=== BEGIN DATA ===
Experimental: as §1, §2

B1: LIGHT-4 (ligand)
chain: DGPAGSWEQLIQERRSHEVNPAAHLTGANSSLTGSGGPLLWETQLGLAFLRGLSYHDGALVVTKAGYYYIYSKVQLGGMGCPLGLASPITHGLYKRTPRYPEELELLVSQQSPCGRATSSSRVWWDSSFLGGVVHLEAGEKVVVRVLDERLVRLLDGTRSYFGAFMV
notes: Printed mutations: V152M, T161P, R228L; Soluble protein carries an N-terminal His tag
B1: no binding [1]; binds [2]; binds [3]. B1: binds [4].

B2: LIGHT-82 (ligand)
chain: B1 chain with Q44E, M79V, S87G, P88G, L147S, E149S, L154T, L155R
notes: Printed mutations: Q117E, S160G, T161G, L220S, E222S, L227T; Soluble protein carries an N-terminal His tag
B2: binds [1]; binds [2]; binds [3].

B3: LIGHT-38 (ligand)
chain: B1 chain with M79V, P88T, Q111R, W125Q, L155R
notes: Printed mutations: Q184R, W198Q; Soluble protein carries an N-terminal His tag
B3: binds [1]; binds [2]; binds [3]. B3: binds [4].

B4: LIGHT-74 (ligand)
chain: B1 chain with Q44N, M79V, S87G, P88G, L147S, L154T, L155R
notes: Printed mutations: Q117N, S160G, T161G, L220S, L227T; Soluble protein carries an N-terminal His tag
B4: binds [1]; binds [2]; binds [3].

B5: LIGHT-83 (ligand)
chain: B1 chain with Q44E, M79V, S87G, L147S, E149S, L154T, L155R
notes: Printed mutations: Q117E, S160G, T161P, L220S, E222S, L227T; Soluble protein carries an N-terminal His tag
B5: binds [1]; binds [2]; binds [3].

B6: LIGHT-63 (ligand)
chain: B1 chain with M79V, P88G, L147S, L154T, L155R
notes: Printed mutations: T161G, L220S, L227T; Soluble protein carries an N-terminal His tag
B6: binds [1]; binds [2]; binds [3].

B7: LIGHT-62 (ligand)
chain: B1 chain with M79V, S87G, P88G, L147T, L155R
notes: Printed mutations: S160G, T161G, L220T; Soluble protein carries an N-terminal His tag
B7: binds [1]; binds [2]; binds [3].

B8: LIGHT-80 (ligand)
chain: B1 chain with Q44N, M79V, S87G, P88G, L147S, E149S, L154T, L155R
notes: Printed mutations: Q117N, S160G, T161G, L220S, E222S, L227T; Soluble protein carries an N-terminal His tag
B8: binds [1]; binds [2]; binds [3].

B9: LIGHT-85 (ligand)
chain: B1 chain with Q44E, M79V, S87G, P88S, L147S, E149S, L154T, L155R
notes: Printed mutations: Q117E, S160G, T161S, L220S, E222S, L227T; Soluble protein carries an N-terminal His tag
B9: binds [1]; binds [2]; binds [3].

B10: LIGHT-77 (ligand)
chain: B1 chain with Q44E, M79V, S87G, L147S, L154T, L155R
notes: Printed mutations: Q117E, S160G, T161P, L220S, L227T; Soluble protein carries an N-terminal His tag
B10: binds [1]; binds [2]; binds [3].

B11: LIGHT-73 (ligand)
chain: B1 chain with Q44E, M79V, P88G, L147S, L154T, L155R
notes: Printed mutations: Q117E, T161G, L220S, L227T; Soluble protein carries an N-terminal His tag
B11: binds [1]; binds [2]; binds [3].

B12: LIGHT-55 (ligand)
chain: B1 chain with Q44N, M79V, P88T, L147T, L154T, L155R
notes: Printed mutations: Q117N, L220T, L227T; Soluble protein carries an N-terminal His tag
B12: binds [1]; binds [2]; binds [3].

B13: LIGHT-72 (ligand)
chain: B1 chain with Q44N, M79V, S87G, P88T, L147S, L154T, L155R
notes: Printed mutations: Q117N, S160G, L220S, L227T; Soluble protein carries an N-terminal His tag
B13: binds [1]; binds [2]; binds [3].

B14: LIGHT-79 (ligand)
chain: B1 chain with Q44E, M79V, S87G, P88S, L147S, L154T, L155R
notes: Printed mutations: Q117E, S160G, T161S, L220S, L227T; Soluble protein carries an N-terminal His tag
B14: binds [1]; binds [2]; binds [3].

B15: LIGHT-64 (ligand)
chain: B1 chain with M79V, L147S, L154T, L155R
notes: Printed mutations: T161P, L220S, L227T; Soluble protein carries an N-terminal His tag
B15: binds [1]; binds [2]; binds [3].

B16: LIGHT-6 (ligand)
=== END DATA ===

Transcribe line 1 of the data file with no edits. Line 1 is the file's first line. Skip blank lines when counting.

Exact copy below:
Experimental: as §1, §2